This struggle between what she wants to write and what comes out is what I was most drawn to in the narrative. The failure of her first novel hounds her (much like the mechanical beast in Fahrenheit), and she’s aware of the weak elements of her writing (by her own admission they’re structure and plot). These insecurities are all in the soup of her creative process – and for the beginning writer, or for those who’ve been doing it for a while and haven’t yet broken through in terms of publication, her reflections will resonate.
If I were to write this review in Dunn’s self-reflective style, I would tell you that I read it on a rainy Wellington Sunday while my partner and step-child made a gluten-free chocolate cake. The fire was on. The cat on my lap. The strands on the tree fern’s monkey-tail coil held droplets of water.
Like Dunn, I have a failed first novel, but unlike her I’ve written a second that is probably on a publisher’s slush pile. To make it worse, that second novel is a book about someone writing a book, which Dunn tells me Eleanor Catton would never write. I feel like an overqualified writer (MA, PhD) without a book to my name; an imposter who at times can’t even walk into Unity Bookstore because of publishing envy.
I ate the gluten-free chocolate cake.
Dunn is a touch more light-hearted than my imitation here. She is an entertaining writer, and the narrative skips along through the sections on book displays and leaking and blocked toilets at the various Borders’ branches she worked at; the wider world filters in as Dunn documents her travel on the morning of the London terrorist attacks in 2005.
While Dunn’s writing is entertaining, that tone is carried through with her choice of research material about Fahrenheit. She references Spark Notes frequently, and while they give you the gist, I’m sure there’s a lot more commentary on Fahrenheit that could’ve been used for a bit more analysis of the novel’s themes.
Dunn does spend a lot of time talking about Truffaut’s film, which I didn’t find as arresting. She references the film because she needed to write about Fahrenheit without writing directly about Bradbury’s characters. This work-around – an attempt to avoid copyright restrictions given the novel hasn’t been out of print since its publication – does hinder a deeper reworking of the characters. Lesson number one: ask permission first. Or, write it and publish anyway?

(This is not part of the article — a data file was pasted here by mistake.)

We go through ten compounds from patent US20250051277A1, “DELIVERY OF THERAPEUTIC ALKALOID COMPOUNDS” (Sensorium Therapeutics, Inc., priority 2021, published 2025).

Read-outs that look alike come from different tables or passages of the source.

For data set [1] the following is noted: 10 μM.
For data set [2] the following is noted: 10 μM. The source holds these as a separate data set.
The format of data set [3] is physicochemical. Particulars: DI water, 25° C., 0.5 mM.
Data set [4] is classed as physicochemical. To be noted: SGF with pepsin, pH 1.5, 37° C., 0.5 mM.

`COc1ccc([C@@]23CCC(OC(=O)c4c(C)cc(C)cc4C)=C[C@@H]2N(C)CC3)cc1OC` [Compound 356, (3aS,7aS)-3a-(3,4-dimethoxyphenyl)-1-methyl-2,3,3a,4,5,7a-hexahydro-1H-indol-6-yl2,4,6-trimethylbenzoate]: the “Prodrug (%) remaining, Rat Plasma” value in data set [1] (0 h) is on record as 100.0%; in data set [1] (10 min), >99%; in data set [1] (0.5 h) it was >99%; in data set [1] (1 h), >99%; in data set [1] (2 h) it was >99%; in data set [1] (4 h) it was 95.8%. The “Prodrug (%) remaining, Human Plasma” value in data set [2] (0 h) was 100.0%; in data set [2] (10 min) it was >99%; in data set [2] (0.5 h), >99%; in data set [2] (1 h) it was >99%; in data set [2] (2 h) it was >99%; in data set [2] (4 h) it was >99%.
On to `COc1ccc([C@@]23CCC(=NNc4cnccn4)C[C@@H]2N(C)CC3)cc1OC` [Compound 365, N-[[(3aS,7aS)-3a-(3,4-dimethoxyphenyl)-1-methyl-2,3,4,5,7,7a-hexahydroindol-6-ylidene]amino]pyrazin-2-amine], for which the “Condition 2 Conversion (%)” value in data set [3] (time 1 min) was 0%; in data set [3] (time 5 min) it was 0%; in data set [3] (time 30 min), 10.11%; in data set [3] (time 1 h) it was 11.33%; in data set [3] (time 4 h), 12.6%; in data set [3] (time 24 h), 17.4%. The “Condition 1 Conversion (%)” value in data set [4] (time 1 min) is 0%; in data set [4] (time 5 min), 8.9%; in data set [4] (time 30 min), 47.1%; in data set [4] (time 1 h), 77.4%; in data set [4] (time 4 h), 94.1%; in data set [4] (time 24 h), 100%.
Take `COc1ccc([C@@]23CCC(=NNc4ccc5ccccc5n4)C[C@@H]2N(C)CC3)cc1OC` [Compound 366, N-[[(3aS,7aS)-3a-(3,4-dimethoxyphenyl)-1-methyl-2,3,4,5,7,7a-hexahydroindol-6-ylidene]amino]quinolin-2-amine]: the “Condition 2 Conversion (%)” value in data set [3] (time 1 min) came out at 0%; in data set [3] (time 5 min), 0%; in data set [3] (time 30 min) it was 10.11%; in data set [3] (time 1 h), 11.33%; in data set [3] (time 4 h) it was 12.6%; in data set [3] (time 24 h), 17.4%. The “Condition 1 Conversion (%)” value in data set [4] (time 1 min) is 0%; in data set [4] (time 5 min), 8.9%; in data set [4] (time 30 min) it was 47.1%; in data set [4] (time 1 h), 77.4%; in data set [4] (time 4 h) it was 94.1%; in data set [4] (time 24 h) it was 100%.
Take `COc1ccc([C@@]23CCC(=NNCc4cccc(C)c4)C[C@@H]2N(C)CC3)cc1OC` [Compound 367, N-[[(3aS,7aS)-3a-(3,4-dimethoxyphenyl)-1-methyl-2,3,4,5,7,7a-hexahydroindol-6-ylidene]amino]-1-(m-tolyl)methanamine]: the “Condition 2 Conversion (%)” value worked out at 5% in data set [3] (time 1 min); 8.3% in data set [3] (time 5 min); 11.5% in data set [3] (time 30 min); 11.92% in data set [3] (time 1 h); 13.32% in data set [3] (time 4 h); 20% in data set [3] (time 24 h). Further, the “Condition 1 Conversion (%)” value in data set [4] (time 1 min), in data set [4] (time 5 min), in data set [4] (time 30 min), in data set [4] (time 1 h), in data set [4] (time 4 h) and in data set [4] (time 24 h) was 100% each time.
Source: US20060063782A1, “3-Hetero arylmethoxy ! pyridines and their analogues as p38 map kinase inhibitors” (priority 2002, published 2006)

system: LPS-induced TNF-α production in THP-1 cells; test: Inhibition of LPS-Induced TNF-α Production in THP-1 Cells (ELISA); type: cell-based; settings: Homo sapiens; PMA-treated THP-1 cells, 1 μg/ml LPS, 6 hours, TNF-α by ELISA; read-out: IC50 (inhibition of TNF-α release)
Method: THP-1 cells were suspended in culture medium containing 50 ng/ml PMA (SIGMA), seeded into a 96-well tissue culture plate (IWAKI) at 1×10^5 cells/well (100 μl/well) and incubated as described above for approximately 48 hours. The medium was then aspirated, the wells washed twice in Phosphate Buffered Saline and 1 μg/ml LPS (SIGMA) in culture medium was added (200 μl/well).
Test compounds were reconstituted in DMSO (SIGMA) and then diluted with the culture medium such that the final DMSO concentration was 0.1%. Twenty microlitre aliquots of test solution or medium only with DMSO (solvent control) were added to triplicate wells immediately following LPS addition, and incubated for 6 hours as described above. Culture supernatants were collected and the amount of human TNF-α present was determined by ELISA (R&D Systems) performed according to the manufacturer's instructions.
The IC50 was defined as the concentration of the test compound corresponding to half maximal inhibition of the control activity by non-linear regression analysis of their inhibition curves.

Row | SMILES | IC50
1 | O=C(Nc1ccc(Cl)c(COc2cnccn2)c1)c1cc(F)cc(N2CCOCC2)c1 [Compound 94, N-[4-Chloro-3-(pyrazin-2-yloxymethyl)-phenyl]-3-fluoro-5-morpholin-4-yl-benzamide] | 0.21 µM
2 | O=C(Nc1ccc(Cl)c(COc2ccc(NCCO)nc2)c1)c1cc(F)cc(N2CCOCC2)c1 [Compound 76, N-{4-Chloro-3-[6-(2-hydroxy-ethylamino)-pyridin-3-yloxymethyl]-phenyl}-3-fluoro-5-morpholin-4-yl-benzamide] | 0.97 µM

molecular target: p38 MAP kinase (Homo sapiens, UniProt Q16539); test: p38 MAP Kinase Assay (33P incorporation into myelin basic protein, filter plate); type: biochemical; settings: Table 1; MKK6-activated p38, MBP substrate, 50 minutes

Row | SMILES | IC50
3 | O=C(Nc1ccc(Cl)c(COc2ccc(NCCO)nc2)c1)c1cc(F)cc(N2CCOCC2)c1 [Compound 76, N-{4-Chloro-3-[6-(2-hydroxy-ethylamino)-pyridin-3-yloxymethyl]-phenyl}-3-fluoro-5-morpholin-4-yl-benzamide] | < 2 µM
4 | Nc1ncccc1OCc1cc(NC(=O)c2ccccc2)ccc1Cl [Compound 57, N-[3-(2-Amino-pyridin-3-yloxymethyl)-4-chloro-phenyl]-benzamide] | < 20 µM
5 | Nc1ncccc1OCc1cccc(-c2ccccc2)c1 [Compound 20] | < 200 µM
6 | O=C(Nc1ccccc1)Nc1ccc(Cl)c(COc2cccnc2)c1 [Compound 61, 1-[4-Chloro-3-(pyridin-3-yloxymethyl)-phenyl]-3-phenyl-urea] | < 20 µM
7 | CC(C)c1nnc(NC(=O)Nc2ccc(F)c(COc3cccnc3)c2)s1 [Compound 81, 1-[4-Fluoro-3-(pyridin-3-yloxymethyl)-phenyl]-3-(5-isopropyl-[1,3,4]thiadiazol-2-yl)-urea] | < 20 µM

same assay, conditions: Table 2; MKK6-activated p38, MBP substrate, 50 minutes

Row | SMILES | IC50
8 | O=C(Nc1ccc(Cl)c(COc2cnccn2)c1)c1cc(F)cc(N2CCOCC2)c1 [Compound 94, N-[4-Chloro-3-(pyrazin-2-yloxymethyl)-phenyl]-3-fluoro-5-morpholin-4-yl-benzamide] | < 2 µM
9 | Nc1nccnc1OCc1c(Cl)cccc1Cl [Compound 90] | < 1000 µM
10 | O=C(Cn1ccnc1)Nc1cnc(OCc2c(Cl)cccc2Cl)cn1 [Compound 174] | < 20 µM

While Dunn dismisses the idea and says she hijacked Bradbury’s book, it does beg the question as to when a character is ‘ours’ in the public imagination and not just the invention of one person. Websites full of fan fiction are testament to how readers assume the imaginative life of characters and take them beyond the final scene. I’m not sure how they avoid copyright: perhaps they just don’t care about making the writers (or their estates) uncomfortable – which is the word the Bradbury estate used to describe how they’d feel if Dunn used the Fahrenheit characters.
Dunn’s book is mega meta. It’s a book about writing a book that didn’t turn out as expected. But it’s resourceful of Dunn to keep going with the same material and reinterpret it, and make it new.
REBECCA STYLES has completed a PhD in creative writing at Massey University, where she wrote a novel based on an ancestor’s experience of mental illness at Seacliff Asylum. She’s had short stories published in New Zealand journals and anthologies, and teaches short story writing at Wellington High School Community Education Centre.